Once again senior citizens were urged to sign up for the new Federal Prescription Drug Program when it becomes available in Jan. 1, 2006 "even though it's a bad law." That was U.S. Rep. James P. Moran's (D-8) advice to those attending his annual Senior Issues Forum June 27.
With more than 150 seniors gathered in the auditorium of Arlington County's Gunston Middle School on South Lang Street, Moran warned that those who do not sign up for the new program by May 2006 "could face increasing premiums that will escalate at one percent a month."
Moran said, "If you hesitate for three years your premium will be 36 percent higher than those that sign up now." The estimated premium is $37 per month in addition to the present Part B premium under Medicare. There is also a yearly deductible of $250 plus payment of part of the drug costs. Participants will still pay 80 percent of their drug costs up to a $5,000 limit, according to literature at the Forum.
"But, if you have a catastrophic illness or need very expensive drugs that is when the program will be of great benefit," Moran said. "You can't afford not to have it unless you have other coverage."
ATTENDEES RECEIVED an analysis and explanation of the program from Joyce Hutchins, Arlington outreach coordinator for the Virginia Insurance Counseling and Assistance Program (VICAP). "For anyone who is not covered by a prescription drug plan, you should seriously consider signing up for the new Federal plan when it starts," she said.
"The greatest flaw in the Prescription Drug Law is the prohibition against negotiating with drug companies to lower the price," said Dr. Thomas Connally, retired physician and medical director of the Arlington Free Clinic. Speaking on "The Future of Getting Older," Connally said, "Social Security is not the problem, Medicare and Medicaid are."
During his introduction of Connally, Moran urged the audience to get a copy of the doctor's new book "The Third Third" which deals with various aspects of the last third of life. Connally also serves as a clinical professor at Georgetown University Hospital.
"By 2029 more than 80 million Americans will be over 65 and drawing on Social Security and Medicare. And by 2050 there will be 20 million Americans over the age of 85," Connally said.
"But Social Security will only have to absorb six percent of that aging factor. Medicare and Medicaid will have to absorb 14 percent to 16 percent. More than double Social Security." he said.
"Healthcare cost are escalating dramatically for a number of reasons. But one of the big ones is that 26 percent of the cost is in administration. In Canada that only amounts to 16 percent," Connally said.
"We are going to reach a point where we will have to decide who will get what kinds of treatment. Primary care doctors are getting less for their services under Medicare while many specialty doctors are receiving too much. It's going to become difficult to find a primary care doctor who will accept Medicare," he said.
COMMENTING ON Social Security and the Bush Administration's plan to privatize a portion of personal deductions, Moran said, "I'm not entirely sure what Bush's motives are in promoting this except to help his friends in big brokerage firms. Bush's plan on Social Security is a bad idea that's only going to make the problem worse."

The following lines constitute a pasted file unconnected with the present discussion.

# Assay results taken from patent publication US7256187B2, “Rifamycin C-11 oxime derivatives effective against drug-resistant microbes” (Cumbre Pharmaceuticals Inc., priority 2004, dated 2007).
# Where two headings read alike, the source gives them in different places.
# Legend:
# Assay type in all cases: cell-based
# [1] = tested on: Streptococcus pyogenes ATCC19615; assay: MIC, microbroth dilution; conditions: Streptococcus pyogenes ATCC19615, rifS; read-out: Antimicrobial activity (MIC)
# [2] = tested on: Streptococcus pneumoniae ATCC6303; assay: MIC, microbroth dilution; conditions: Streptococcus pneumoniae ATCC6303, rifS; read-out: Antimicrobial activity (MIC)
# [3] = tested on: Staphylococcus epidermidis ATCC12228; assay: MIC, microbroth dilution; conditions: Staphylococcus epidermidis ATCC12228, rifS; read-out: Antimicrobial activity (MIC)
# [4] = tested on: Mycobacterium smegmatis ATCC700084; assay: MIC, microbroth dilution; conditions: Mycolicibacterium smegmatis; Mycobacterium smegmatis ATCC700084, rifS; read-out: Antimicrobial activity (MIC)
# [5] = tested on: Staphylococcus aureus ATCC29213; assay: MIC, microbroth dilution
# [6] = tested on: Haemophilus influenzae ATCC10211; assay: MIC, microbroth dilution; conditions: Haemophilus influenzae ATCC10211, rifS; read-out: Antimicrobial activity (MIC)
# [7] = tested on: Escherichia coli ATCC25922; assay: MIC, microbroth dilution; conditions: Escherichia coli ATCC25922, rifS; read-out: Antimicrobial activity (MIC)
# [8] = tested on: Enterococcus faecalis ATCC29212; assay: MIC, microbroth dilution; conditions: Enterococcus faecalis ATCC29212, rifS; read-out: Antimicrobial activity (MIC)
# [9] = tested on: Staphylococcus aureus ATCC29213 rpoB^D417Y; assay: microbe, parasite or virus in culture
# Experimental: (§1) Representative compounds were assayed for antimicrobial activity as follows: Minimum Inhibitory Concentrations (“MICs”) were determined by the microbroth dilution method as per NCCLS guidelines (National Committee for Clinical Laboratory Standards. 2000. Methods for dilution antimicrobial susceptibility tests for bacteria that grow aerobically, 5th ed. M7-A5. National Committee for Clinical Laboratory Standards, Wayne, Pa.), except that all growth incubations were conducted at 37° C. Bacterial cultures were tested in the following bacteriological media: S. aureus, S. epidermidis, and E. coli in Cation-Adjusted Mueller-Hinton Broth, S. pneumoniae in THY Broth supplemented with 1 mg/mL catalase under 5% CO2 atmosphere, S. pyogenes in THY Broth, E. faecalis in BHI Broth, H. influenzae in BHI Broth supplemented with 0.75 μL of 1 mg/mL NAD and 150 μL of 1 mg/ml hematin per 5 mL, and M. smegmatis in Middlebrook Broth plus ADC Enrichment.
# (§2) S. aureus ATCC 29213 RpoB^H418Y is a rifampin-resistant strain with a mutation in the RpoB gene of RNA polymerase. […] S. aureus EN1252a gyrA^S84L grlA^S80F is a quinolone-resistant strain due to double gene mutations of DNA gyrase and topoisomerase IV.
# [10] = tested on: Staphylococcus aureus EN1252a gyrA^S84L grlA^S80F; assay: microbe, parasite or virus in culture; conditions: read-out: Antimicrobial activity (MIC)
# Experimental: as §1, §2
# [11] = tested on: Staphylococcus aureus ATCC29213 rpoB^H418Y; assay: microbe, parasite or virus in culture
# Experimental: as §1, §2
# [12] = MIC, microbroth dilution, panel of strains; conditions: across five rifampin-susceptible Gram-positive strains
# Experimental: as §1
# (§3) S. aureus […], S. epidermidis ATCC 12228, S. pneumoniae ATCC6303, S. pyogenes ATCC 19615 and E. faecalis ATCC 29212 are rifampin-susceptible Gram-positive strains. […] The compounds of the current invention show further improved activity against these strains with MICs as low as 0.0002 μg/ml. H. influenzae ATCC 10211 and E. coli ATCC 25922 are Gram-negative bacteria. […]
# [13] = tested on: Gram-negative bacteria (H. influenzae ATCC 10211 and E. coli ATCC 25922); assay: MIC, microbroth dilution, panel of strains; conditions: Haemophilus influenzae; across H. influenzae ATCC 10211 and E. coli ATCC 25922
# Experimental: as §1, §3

Moran said, "I have offered a bill to raise the income cap on Social Security deductions from its present $90,000 limit. After $90,000, people would pay only one half of the percent paid on the first $90,000. Many think this would more than cover the needs for Social Security."
Rather than Social Security being a crisis, Moran warned that a dramatic slowing in the annual average growth rate could lead the nation into a depression and drop the United States to third or fourth place among the world economies. "That is where the real crisis lies for Social Security as well," he said.
"For the last 10 years our annual average growth has been about 3.3 percent. If that were to continue we could sustain Social Security for the next 75 years," he said.
"But, actuaries have predicted an annual growth rate of only 1.8 percent. If that happens it is a far greater threat than any military threat we might face," Moran said.
"Social Security is not bankrupt. It is the federal government that is bankrupt. Social Security is the only trust fund not bankrupt. The money in Social security is going to grow and there is more coming in than going out," he said.
"Social Security is financing the national debt. Due to programs put in place by the first George Bush, Bill Clinton was able to turn the deficit into a surplus by 2001. Now we have a $3 trillion debt. Most of that is due to this Bush's tax cuts," Moran said.
JOINING HUTCHINS for a workshop entitled "Understanding the New Medicare Prescription Drug Benefit" was David Melton, public affairs specialist, Social Security Administration. They urged everyone to be aware of the following critical dates:
* October 2005 - "Medicare and You 2006" will be mailed.
* Oct. 13, 2005 comparative plans will be available on www.medicare.gov or by calling 1-800-MEDICARE.
* Nov. 15, 2005 enrollment opens
* Jan. 1, 2006 prescription coverage begins for those who enrolled in November
* May 15, 2006 open enrollment ends.
More information is available by contacting a VICAP Counselor at 703-228-1700 for both Alexandria and Arlington or 703-324-5851 for Fairfax and Falls Church.
Other information Web sites are: www.healthassistancepartnership.org or www.socialsecurity.gov.